A pioneering study of Auckland's inner-city apartment dwellers has found that only a quarter feel they belong to a recognisable "community".

The study found only "weak links" among most of what Martin Dunn of City Sales Apartment Realtors says are about 50,000 people living in 26,000 apartments between Newton and the harbour, and from the Auckland Domain to Ponsonby Rd.

Almost half (43 per cent) reported sometimes feeling isolated. Only 24 per cent felt part of the community they lived in.

Parnell Trust, which commissioned the study from Auckland University of Technology, plans to use the report to develop ways to strengthen people's links with one another.


"The call for wanting to be able to meet new people comes out really strongly as a challenge for inner-city residents," said trust service manager Anne Barrowclough.

The trust has started running courses at inner-city venues such as the Pioneer Women's Hall in Freyberg Place and the Chinese church in Vincent St.

Newton landscape architecture student Jennifer Parlane, who attended a balcony gardening course at the women's hall in the first term this year, said she loved living in the city so she could attend other lectures and talks.

"I think you do feel part of a community because you are walking and cycling so much," she said. She bikes to Unitec on the cycle track alongside the Northwestern Motorway.

"It's really quite a small area in which I live - Unitec, Newton and town," she said. "Because I walk and bike I get so much social contact that I don't ever get that feeling of loneliness."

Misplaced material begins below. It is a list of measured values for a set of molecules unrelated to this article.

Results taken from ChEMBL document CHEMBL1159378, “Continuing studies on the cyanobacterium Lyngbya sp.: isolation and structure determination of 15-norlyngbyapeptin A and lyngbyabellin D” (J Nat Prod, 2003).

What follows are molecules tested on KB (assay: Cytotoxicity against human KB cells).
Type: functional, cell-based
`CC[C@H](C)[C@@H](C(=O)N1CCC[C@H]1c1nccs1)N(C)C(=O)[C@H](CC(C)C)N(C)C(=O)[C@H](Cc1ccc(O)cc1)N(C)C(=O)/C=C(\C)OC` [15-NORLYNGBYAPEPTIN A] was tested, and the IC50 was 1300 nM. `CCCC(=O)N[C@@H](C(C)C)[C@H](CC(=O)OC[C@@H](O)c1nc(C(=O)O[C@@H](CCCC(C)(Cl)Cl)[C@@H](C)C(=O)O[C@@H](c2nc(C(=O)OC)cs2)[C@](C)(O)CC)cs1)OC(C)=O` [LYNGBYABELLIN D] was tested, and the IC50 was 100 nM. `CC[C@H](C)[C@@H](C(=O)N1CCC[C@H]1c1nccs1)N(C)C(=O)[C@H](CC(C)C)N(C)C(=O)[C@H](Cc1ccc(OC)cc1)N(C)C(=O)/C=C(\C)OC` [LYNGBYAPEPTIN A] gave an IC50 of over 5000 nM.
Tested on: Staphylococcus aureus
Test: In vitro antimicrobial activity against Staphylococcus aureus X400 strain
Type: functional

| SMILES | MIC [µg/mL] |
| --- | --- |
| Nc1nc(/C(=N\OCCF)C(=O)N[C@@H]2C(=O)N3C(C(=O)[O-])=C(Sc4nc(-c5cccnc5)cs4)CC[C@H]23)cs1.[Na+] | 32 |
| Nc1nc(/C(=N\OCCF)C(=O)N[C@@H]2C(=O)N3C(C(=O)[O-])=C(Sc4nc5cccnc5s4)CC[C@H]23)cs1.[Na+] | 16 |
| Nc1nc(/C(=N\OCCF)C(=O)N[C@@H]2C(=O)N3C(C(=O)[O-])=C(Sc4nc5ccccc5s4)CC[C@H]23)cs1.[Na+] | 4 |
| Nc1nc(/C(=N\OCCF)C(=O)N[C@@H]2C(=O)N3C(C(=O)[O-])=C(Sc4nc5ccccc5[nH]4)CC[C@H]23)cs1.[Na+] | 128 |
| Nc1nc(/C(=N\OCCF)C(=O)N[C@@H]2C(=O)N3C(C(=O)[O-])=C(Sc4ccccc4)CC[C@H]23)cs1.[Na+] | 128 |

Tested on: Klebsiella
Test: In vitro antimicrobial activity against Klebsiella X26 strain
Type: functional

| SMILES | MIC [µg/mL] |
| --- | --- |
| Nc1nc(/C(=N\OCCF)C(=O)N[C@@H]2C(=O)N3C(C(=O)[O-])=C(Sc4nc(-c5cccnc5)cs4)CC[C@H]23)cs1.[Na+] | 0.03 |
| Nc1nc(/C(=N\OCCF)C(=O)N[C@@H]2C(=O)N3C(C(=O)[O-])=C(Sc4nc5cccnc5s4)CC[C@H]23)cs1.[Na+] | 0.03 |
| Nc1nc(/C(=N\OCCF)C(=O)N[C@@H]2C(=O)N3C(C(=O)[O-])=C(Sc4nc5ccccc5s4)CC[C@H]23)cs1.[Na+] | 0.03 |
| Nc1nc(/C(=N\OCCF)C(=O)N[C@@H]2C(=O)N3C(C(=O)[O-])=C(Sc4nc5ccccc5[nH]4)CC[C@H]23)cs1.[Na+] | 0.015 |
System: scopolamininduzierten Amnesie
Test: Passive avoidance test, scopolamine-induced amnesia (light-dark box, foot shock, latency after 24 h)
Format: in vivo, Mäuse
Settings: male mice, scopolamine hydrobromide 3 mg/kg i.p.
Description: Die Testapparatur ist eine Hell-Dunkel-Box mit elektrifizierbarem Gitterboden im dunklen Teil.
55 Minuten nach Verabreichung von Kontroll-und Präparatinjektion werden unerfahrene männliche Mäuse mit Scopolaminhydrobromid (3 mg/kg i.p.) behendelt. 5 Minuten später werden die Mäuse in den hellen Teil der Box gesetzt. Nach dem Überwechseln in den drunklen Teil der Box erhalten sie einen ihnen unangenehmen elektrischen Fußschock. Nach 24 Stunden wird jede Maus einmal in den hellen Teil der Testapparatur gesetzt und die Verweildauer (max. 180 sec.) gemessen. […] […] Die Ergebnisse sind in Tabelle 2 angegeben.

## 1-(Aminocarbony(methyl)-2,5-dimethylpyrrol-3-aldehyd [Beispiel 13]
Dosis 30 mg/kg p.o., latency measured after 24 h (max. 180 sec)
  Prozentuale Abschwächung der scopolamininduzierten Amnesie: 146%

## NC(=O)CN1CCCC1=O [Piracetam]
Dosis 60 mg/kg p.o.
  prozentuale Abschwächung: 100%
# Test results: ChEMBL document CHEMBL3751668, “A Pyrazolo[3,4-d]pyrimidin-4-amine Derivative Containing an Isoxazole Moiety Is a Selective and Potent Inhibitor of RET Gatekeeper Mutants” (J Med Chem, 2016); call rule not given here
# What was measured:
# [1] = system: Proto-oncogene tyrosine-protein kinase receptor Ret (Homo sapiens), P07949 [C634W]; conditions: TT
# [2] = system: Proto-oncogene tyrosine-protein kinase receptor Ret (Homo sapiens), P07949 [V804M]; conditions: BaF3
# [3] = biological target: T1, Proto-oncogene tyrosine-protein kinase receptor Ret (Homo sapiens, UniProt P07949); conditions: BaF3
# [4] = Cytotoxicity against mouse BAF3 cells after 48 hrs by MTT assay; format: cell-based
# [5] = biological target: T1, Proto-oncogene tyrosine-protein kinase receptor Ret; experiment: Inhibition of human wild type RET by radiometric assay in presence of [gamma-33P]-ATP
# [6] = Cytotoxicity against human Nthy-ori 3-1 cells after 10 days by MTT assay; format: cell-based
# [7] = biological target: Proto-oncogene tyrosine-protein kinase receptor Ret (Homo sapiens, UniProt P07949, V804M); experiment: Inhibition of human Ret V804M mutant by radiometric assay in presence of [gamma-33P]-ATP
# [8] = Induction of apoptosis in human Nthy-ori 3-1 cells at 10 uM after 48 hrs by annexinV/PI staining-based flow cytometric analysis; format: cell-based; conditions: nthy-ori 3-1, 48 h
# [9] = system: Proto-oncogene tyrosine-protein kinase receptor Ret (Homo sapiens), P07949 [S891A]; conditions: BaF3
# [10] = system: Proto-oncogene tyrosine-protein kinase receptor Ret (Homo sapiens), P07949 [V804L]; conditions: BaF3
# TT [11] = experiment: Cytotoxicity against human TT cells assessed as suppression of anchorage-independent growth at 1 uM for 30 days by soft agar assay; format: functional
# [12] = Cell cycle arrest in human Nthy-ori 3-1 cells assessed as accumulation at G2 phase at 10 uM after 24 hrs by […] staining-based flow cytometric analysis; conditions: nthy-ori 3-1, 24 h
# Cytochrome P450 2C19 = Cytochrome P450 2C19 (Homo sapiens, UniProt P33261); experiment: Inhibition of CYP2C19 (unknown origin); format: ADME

But Ms Parlane is one of only one-third of inner-city residents who were born in New Zealand.

The 2006 Census showed 67 per cent were born overseas. Only 29 per cent were New Zealand European, 29 per cent were Chinese and 42 per cent represented "a very diverse assortment of other ethnicities".

At 26, Ms Parlane is exactly the median age of inner-city residents.

AUT's survey of 414 people in the area found that 43 per cent werefull-time or part-time students, 39per cent were full-time or part-time workers, only 5 per cent were full-time parents or caregivers, 7 per cent were retired and 5 per cent unemployed.

The population is highly transient: 77 per cent have lived in the inner city less than two years.

The report argues that "social connectedness" is important for mental health, positive youth development and for effective democracy.

Lead author Dr Love Chile, a Nigerian-born researcher who lives in Ellerslie but worships with his family at St Matthew-in-the-City, said some people in the survey attended churches not because they were religious but to meet other people - often of the same ethnic group.

He said a growing number were families. Four out of nine people in a Chinese focus group had children, but struggled to find places for them to play.